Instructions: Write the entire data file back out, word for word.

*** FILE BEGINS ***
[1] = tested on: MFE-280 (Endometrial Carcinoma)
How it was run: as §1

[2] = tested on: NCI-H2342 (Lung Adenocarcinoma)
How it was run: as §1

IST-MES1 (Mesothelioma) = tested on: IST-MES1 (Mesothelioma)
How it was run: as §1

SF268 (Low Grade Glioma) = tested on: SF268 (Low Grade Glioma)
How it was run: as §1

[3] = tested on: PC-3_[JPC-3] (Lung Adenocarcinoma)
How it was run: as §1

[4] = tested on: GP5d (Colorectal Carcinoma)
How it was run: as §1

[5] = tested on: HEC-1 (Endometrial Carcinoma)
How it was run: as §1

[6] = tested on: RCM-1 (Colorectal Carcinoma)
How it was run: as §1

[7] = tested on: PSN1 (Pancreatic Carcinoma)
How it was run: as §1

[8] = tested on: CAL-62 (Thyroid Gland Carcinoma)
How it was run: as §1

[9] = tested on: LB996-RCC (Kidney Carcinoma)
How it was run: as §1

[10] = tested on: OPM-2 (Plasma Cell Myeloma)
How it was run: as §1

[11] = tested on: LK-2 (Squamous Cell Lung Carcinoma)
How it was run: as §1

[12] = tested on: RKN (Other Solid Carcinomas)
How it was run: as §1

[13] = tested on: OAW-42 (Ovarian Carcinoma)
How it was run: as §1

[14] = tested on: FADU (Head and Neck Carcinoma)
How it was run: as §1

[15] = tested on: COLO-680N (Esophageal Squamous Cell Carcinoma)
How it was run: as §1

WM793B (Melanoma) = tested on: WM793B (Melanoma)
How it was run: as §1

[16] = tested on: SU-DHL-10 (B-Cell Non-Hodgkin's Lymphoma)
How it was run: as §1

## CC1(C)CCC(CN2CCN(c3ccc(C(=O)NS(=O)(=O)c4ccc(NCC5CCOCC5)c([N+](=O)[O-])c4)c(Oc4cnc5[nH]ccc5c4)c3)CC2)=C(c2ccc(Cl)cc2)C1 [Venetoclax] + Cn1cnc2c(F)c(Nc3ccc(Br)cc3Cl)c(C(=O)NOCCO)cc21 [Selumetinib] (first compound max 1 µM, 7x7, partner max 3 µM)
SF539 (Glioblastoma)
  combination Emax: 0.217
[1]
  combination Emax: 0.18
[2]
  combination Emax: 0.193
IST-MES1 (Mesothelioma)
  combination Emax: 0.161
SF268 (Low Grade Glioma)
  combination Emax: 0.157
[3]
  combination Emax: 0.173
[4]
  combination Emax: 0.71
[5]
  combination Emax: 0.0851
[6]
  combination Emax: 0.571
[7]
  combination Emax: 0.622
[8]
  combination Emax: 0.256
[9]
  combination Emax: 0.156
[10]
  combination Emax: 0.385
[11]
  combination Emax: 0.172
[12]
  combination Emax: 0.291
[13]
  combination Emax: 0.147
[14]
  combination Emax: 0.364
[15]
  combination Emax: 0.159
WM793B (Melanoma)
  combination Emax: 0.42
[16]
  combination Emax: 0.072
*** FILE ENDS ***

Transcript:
[1] = tested on: MFE-280 (Endometrial Carcinoma)
How it was run: as §1

[2] = tested on: NCI-H2342 (Lung Adenocarcinoma)
How it was run: as §1

IST-MES1 (Mesothelioma) = tested on: IST-MES1 (Mesothelioma)
How it was run: as §1

SF268 (Low Grade Glioma) = tested on: SF268 (Low Grade Glioma)
How it was run: as §1

[3] = tested on: PC-3_[JPC-3] (Lung Adenocarcinoma)
How it was run: as §1

[4] = tested on: GP5d (Colorectal Carcinoma)
How it was run: as §1

[5] = tested on: HEC-1 (Endometrial Carcinoma)
How it was run: as §1

[6] = tested on: RCM-1 (Colorectal Carcinoma)
How it was run: as §1

[7] = tested on: PSN1 (Pancreatic Carcinoma)
How it was run: as §1

[8] = tested on: CAL-62 (Thyroid Gland Carcinoma)
How it was run: as §1

[9] = tested on: LB996-RCC (Kidney Carcinoma)
How it was run: as §1

[10] = tested on: OPM-2 (Plasma Cell Myeloma)
How it was run: as §1

[11] = tested on: LK-2 (Squamous Cell Lung Carcinoma)
How it was run: as §1

[12] = tested on: RKN (Other Solid Carcinomas)
How it was run: as §1

[13] = tested on: OAW-42 (Ovarian Carcinoma)
How it was run: as §1

[14] = tested on: FADU (Head and Neck Carcinoma)
How it was run: as §1

[15] = tested on: COLO-680N (Esophageal Squamous Cell Carcinoma)
How it was run: as §1

WM793B (Melanoma) = tested on: WM793B (Melanoma)
How it was run: as §1

[16] = tested on: SU-DHL-10 (B-Cell Non-Hodgkin's Lymphoma)
How it was run: as §1

## CC1(C)CCC(CN2CCN(c3ccc(C(=O)NS(=O)(=O)c4ccc(NCC5CCOCC5)c([N+](=O)[O-])c4)c(Oc4cnc5[nH]ccc5c4)c3)CC2)=C(c2ccc(Cl)cc2)C1 [Venetoclax] + Cn1cnc2c(F)c(Nc3ccc(Br)cc3Cl)c(C(=O)NOCCO)cc21 [Selumetinib] (first compound max 1 µM, 7x7, partner max 3 µM)
SF539 (Glioblastoma)
  combination Emax: 0.217
[1]
  combination Emax: 0.18
[2]
  combination Emax: 0.193
IST-MES1 (Mesothelioma)
  combination Emax: 0.161
SF268 (Low Grade Glioma)
  combination Emax: 0.157
[3]
  combination Emax: 0.173
[4]
  combination Emax: 0.71
[5]
  combination Emax: 0.0851
[6]
  combination Emax: 0.571
[7]
  combination Emax: 0.622
[8]
  combination Emax: 0.256
[9]
  combination Emax: 0.156
[10]
  combination Emax: 0.385
[11]
  combination Emax: 0.172
[12]
  combination Emax: 0.291
[13]
  combination Emax: 0.147
[14]
  combination Emax: 0.364
[15]
  combination Emax: 0.159
WM793B (Melanoma)
  combination Emax: 0.42
[16]
  combination Emax: 0.072